$100 Billion to Upgrade Internet Infrastructure Empowers Government to Own Internet Service Providers

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“Surprisingly Soviet.”

That’s how Michael Powell, the past chairman of the Federal Communications Commission (FCC) and current CEO of NCTA - The Internet & Television Association, described to Axios President Biden’s plan to give up to $100 billion to local governments, non-profits, and co-ops to expand broadband internet.

A White House fact sheet about Biden’s $2 trillion American Jobs Plan gives few details about how the $100 billion for expanding broadband to 100% of the country will be broken down, but a key component will be tasking local government entities with bringing the internet to underserved areas.

“I thought that it was really out of character the degree to which they embraced this sort of unfounded faith in government-owned networks to own, build and run this program,” said Powell.

Included in the proposal is the risk, and possible waste, that is assigned to taxpayers who would fund it. Investment in government-owned broadband could leave taxpayers with the bill if the networks fail, critics of the proposal say.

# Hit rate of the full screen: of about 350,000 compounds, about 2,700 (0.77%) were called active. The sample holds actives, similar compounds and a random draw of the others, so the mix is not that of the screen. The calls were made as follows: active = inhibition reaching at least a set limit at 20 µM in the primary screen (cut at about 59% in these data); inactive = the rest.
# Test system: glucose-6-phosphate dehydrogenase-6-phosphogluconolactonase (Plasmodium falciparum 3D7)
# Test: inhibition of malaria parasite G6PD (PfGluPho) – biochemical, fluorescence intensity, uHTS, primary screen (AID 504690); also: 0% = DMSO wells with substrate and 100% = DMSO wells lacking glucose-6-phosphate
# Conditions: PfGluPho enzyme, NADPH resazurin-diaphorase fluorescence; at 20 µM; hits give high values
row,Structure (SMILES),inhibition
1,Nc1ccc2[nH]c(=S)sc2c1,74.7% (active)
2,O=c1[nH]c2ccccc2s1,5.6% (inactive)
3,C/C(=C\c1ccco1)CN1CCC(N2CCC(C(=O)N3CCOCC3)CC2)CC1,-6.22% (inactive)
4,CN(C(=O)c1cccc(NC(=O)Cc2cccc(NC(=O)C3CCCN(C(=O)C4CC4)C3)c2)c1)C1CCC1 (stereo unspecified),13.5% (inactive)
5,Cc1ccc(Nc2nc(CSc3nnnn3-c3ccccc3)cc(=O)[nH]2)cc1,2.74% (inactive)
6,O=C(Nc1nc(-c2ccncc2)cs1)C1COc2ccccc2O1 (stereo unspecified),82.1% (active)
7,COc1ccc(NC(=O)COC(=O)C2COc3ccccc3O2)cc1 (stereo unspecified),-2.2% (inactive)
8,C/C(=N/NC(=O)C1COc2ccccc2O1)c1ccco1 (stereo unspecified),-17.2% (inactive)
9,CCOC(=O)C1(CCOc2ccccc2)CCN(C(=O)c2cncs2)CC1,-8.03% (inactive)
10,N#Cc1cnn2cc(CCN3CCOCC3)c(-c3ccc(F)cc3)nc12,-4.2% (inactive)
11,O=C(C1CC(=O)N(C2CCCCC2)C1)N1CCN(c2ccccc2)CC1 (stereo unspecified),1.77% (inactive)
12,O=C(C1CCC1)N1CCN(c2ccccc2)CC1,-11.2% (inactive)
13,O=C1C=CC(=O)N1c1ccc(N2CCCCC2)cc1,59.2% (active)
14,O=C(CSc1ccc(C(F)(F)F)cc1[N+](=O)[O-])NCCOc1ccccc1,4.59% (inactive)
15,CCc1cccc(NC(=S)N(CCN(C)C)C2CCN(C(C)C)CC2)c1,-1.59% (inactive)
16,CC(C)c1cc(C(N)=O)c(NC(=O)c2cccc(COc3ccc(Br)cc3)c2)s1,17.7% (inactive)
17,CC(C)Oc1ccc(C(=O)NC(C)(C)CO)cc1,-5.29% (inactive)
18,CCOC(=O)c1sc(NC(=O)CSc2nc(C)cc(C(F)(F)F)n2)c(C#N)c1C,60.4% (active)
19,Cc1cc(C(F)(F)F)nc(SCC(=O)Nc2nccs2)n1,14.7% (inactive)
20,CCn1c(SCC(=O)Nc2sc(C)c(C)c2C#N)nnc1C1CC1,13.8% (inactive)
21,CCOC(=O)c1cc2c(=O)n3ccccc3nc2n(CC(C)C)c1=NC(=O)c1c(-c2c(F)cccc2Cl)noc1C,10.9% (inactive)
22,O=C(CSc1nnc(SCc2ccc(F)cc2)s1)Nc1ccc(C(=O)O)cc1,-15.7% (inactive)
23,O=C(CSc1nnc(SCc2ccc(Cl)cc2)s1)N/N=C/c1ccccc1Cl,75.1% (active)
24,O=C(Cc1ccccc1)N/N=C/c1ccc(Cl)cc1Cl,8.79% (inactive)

Even now, the FCC is preparing a new subsidy program, the Emergency Broadband Benefit, that would give low-income consumers $50 off their monthly internet bill during the pandemic.

However, Biden says subsidies are not a long-term solution, and cheaper service is the answer.

His hope is that by putting local government entities in charge of broadband, they’ll charge less than private companies.

But is risking up to $100 billion in taxpayer money better than incentivizing for-profit companies to lower rates on their existing networks?

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